US President Joe Biden has defended his decision to pull US forces out of Afghanistan, which allowed Taliban terrorists to retake power.
Mr Biden said in a speech to the country a day after the conclusion of a 20-year US engagement in Afghanistan that staying longer was not an option.
He applauded soldiers for organizing an airlift of almost 120,000 individuals fleeing the Taliban government.
Islamist terrorists have been celebrating what they consider to be a triumph.
In the aftermath of the catastrophic 9/11 attacks, US-led soldiers invaded Afghanistan in 2001, overthrowing the Taliban and blaming al-Qaeda, a violent Islamist organisation operating in the Asian country at the time.
Mr. Biden has been severely chastised – both at home and among his allies – for the hasty way in which the US withdrew, resulting in the sudden collapse of Afghan security forces that US troops had trained and financed for years.
Taliban insurgents were able to retake control of the whole nation in just 11 days, with the capital, Kabul, falling to them on August 15.
Nearly 6,000 troops were dispatched by President Biden to assume control of the airport and coordinate the evacuation of US and ally foreign citizens as well as Afghans who had been working for them.
Hundreds of thousands of Afghans flocked to Kabul International Airport in the hopes of catching one of the evacuation planes.
Mr Biden commended soldiers for the large evacuation and pledged to continue efforts to pull out the remaining Americans in Afghanistan who wished to home – approximately 200 people in all – in his address on Tuesday.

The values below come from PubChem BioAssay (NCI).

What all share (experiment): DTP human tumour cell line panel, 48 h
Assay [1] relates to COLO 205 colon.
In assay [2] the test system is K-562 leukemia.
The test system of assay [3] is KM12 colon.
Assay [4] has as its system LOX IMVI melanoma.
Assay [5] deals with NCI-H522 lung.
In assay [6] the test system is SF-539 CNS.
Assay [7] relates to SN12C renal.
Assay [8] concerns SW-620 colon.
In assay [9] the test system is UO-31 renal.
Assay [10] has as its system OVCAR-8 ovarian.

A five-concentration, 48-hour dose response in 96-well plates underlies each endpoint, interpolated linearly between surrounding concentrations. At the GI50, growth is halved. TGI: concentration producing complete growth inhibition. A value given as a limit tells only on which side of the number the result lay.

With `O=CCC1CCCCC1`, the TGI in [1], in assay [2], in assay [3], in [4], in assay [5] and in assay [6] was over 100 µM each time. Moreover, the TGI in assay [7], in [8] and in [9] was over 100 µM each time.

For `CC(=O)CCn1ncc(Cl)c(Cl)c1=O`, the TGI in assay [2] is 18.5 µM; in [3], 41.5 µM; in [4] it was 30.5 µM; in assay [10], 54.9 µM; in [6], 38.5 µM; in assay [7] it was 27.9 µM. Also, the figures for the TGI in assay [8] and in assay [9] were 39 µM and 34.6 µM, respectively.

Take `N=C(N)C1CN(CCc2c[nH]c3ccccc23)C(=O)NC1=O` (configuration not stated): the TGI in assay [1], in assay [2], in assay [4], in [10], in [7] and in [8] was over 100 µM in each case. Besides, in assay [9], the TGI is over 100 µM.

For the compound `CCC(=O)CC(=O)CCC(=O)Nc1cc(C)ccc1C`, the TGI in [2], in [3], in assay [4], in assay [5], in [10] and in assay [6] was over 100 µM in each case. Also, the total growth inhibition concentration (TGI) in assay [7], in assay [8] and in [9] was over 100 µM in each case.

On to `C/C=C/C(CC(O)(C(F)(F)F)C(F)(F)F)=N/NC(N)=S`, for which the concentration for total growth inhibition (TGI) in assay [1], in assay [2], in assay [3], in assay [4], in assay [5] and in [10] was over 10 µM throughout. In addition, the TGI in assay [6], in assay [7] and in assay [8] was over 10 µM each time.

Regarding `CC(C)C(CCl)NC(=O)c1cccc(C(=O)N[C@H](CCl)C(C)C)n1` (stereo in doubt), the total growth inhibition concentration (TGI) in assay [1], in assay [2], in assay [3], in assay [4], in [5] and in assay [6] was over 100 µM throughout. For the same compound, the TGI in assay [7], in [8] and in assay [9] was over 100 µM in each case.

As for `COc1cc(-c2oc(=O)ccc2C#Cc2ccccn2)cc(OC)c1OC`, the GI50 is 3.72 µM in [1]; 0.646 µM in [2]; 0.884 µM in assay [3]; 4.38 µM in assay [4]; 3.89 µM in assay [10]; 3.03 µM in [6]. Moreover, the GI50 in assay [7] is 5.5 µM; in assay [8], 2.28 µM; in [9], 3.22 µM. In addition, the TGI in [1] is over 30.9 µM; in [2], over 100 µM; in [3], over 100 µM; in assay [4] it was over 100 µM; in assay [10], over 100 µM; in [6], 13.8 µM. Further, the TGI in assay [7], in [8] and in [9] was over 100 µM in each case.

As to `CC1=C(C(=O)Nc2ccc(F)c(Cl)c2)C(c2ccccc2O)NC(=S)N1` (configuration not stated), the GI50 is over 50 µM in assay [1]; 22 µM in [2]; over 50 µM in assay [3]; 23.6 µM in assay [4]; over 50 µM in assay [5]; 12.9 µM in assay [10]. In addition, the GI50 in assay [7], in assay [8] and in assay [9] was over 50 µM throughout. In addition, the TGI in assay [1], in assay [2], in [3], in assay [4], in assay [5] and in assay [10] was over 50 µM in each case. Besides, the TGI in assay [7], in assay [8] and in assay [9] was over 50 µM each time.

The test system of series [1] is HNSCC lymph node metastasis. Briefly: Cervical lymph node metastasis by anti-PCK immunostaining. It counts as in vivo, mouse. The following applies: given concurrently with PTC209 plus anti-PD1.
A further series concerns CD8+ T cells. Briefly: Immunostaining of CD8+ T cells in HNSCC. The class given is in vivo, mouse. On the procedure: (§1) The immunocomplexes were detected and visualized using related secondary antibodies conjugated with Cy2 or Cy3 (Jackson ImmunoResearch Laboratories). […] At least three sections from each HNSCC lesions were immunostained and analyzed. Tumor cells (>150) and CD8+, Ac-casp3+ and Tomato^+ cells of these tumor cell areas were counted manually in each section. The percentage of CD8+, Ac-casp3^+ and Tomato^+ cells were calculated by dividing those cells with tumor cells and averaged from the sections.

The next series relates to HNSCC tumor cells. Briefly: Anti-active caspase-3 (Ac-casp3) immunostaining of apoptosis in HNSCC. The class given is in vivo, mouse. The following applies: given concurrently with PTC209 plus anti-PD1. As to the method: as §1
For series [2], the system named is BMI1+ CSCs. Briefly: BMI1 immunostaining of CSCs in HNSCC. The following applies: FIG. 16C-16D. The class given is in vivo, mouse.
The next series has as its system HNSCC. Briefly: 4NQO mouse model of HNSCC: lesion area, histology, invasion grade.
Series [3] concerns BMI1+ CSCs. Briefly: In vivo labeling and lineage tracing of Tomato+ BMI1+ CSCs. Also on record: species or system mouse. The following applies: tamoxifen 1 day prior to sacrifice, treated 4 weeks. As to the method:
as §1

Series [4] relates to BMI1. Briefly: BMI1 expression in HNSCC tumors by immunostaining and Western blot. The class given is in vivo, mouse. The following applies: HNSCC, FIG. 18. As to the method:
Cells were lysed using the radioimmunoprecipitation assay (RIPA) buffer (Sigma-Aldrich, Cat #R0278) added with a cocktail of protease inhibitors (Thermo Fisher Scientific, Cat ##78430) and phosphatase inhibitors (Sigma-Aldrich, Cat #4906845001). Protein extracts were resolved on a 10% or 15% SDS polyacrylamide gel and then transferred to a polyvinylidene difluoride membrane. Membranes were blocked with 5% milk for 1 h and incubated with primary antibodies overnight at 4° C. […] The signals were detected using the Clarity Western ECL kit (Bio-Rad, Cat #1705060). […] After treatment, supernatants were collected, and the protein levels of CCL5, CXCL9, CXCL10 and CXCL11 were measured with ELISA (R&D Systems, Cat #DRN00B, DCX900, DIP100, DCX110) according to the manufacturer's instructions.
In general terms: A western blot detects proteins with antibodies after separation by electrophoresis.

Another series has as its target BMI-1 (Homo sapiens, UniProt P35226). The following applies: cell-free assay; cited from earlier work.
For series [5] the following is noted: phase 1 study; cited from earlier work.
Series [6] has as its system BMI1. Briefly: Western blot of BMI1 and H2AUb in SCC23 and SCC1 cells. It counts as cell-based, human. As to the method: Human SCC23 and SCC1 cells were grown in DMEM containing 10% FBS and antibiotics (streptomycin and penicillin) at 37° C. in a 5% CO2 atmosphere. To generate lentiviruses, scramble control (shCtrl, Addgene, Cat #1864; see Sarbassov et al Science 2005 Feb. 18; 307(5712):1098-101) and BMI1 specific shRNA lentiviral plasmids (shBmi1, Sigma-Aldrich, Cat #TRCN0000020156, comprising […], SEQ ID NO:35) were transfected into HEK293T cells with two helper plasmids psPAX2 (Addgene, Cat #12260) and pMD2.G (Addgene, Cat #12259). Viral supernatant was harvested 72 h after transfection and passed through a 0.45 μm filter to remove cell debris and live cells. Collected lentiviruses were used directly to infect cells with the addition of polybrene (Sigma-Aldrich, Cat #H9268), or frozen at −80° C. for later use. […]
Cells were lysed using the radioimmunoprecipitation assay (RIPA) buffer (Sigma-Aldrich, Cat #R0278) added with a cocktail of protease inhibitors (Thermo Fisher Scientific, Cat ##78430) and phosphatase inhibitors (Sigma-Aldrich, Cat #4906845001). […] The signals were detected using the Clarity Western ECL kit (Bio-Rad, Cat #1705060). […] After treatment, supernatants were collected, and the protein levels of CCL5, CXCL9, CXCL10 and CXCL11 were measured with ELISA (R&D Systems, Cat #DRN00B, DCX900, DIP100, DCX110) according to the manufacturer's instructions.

However, the US president justified his decision to withdraw.
“I was not going to continue this endless war, and I was not going to extend this endless exit,” Mr Biden said, adding, “The war in Afghanistan is now ended.”
He said that the US did not require ground forces to protect itself.
A Deeper Analysis
Joe Biden attempted to “turn the page” on a month of turmoil and murder in Afghanistan, as well as 20 years of ultimately unsuccessful US occupation and nation-building efforts in general.
He became defensive at times, stating that Americans had been told 19 times to leave Afghanistan prior to the August troop departure. He accused Afghan authorities of “corruption and wrongdoing,” accusing them of being US supporters. He also chastised the Trump administration for what he called an insufficient pullout deal with the Taliban.
He claimed that the United States had no critical interest in Afghanistan, and he attempted to redefine US foreign policy to rely less on military deployments and more on diplomacy and international collaboration in dealing with rivals such as China and Russia.
Americans continue to favor the US departure from Afghanistan, according to surveys, while many are dissatisfied with Biden’s handling of the process. Officials from the White House said they hope that as time passes, the country will be appreciative for what the president has done and forget about the specifics of how it ended.